As you enter Jupiter Orbiting, creator and performer Joshua Pether is nervously decorating a table with Lego blocks, coloured paper and animal figurines. It feels like we are watching the preparation of a child's party, however with the rest of the stage empty and dark, there is trepidation in the air.
Using a science fiction narrative, this performative piece explores childhood trauma and grief, which Pether juxtaposes with scenes that are equally representative of innocence and naivety. From a distance, the coloured pieces of paper used at the beginning of the show resemble crushed origami cranes, a symbol of hope.
There's even contradiction in its title, alluding to the 12 years it takes for Jupiter to complete its orbital period. This could easily
be the age that Pether is portraying, one that is full of liveliness
and zest, yet the planet itself is desolate and void of any life.
This unease is best highlighted when Pether sits with his back to us, his gaze transfixed on a mash up of various children's cartoons projected onto the wall. With the volume muted there is something unsettling about how these huge images easily overpowered his frame, making Pether highly vulnerable and diminutive. While there is darkness to the work, there is also a transformative nature to it, and the calm and graceful concluding moments give weight to the power of healing and moving on over time.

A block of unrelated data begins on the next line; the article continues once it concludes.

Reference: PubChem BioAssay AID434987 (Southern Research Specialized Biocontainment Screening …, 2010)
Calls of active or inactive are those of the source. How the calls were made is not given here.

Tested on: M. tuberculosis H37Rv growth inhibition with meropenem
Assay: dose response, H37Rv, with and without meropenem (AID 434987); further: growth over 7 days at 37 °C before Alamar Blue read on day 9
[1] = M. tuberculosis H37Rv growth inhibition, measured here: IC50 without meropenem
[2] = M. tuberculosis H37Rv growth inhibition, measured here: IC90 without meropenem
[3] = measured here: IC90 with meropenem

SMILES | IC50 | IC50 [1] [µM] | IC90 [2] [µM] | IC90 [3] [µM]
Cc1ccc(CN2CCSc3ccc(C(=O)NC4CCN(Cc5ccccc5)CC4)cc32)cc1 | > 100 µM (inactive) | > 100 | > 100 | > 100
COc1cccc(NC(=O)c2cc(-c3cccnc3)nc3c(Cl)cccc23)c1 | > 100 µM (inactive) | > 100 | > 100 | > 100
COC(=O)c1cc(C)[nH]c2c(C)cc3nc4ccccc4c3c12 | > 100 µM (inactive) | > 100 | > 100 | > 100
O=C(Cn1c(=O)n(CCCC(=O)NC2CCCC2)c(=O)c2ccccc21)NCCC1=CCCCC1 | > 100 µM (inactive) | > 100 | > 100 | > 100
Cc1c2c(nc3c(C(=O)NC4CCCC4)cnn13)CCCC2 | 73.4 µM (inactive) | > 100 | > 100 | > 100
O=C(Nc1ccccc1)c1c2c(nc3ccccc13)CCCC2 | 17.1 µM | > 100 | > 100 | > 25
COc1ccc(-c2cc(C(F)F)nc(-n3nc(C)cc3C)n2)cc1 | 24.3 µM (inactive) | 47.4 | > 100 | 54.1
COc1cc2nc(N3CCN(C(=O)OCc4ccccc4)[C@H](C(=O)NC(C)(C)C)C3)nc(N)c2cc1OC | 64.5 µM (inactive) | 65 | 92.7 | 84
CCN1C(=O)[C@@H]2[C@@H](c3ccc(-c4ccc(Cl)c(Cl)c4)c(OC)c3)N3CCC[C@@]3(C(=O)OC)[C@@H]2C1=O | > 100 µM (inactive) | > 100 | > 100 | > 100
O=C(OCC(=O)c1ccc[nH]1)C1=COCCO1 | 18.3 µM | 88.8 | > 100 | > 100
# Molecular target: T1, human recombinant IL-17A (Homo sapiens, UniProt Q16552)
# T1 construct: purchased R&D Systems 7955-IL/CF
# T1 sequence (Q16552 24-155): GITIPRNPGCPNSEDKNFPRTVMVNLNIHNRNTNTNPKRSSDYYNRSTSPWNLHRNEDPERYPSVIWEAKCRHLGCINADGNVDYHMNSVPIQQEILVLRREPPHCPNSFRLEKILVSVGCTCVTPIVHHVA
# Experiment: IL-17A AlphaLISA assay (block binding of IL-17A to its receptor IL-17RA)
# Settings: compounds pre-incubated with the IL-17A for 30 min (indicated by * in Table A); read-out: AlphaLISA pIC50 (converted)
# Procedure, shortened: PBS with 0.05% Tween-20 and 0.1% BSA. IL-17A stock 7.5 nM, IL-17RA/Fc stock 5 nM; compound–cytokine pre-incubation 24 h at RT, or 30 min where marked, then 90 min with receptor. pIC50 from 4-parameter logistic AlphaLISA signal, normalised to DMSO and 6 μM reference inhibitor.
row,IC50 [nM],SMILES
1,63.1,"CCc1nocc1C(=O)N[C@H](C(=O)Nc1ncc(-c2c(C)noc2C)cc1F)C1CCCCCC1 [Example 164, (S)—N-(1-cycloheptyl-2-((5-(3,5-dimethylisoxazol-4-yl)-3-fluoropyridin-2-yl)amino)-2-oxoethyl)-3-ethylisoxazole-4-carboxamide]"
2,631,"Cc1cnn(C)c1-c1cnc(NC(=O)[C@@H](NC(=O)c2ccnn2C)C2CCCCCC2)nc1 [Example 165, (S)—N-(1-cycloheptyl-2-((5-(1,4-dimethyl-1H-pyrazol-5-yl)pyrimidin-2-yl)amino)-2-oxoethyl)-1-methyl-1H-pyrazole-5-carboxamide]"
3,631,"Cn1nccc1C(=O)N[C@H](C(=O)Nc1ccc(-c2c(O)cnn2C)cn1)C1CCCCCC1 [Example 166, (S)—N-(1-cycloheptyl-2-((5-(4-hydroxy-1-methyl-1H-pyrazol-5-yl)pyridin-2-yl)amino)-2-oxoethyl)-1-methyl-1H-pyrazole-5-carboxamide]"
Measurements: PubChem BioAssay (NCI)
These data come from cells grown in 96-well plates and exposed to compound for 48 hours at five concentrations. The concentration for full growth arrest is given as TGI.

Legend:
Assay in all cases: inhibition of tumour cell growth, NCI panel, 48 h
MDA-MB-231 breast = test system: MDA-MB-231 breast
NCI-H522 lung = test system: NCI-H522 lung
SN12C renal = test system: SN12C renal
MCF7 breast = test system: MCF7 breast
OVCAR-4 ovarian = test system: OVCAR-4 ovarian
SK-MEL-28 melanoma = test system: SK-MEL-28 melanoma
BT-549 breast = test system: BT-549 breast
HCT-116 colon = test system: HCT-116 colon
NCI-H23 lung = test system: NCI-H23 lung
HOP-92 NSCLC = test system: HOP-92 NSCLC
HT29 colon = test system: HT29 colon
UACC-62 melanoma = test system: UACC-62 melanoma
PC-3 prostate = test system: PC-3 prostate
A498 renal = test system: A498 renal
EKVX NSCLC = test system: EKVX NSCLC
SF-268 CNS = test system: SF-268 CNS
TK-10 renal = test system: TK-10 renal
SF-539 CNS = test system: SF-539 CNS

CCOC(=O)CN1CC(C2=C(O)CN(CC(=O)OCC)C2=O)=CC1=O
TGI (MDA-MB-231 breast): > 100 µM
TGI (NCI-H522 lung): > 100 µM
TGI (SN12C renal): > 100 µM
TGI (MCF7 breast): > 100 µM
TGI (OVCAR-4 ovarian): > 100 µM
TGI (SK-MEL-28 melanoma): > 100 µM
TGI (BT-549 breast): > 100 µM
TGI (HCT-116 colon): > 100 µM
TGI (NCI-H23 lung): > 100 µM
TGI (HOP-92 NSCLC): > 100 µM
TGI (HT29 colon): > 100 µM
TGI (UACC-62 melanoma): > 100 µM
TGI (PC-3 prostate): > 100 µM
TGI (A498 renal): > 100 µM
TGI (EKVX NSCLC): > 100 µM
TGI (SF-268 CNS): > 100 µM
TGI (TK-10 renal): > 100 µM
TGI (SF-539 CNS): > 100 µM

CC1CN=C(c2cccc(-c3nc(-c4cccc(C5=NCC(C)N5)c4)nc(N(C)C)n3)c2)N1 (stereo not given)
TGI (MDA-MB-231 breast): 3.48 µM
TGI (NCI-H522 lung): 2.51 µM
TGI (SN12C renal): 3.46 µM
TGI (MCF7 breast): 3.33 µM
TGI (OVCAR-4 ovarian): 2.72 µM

Just as silence plays a part in this performance, so too does sound
and Daniel Jentasch's 80s inspired science-fiction sound design envelops
the audience and has us utterly drawn into the piece. The
lighting design creates an intensely claustrophobic environment and
Pether's giant shadows that come to life on the walls retain the intensity of Jupiter Orbiting.
Pether gives himself over to the performance and his body moves at
speeds that feel inhuman, blurring the boundaries of reality and fantasy. The point where Pether tears through his black full
bodysuit is a scene one generally sees in horror films, but signifies growth and change. His body convulsions on the table are difficult to watch as he manifests the distress that is occurring inside him.
With Jupiter Orbiting, Pether takes his suffering and offers an
insight into his own situation, thus creating an engrossing and
emotional work of art through his pain. It's an opportunity for the audience to question our own identity and how we can process events from our own lives and learn to move on.
Venue: Northcote Town Hall, 189 High St, Northcote
Season: until 13 May | 8pm
Length: 50 mins
Tickets: $28Full | $23Conc
Bookings: Next Wave
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